After observing the start line my game plan is obvious. The Smith Point race is a point-to-point distance race where the smaller classes observe only one mark—a lighthouse at Windmill Point 36 nm off in the distance. So the start line was set perpendicular to the course irrespective of wind direction. With the breeze from the SW, the pin was to windward and quite attractive for the aggressive racer. But as I look over my shoulder with the sequence counting down, I am quite mystified why I am all alone and the rest of my class are huddled around the committee boat. No matter. I am not one to cave into peer pressure. My plan is simple. Sail bare headed about 10 boatlengths to windward of the line, at 45 seconds hoist the spinnaker, hitting the line at the gun and at full speed, full sail, full of evil laughter.

"Go ahead and get the spinnaker pole ready and everything clipped up." All of the lines lead back to the cockpit, so making things happen is easy. I look around at the 8 – 12 knot breeze. Still pretty steady, no signs of shifts or puffs. A quick glance at my watch. I always love starts. My heart increases in pace, I am more alert than at any other time of the race, except during those rare moments when I’m in the lead. I feel like getting buzzed by 15 cups of sweetened ice tea.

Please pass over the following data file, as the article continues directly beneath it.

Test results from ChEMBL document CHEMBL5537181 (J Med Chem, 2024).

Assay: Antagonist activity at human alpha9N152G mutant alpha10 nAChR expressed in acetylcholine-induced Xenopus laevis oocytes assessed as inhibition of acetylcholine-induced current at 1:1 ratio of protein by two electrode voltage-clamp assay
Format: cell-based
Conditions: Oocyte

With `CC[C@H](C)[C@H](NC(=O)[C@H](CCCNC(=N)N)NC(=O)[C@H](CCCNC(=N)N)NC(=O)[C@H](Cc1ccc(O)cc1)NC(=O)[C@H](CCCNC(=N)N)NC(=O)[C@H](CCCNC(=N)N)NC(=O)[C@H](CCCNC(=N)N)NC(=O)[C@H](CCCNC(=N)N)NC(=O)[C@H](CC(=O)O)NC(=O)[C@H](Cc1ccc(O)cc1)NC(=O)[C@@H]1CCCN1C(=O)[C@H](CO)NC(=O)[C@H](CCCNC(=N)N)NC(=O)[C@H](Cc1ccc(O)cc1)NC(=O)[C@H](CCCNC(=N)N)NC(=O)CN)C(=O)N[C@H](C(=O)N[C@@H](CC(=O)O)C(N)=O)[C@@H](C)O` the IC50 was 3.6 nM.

"45 seconds. Okay, Ned, hoist it up!" I am now focused on the combined task of watching the big orange chute go up, pulling on the tiller to get the boat pointed towards the starting pin, simultaneously pulling both the guy and the sheet for the rapidly filling sail. The whole process takes 10 seconds. Roué picks up speed in response to the vast increase in sail area. Minor adjustments to the main, sheet, double check the spin halyard all the way up. 15 seconds. We won’t be early, thankfully, but it will be close. Being early over the line with the spinnaker up would be a minor disaster since it would mean taking the spinnaker down to crawl back to restart.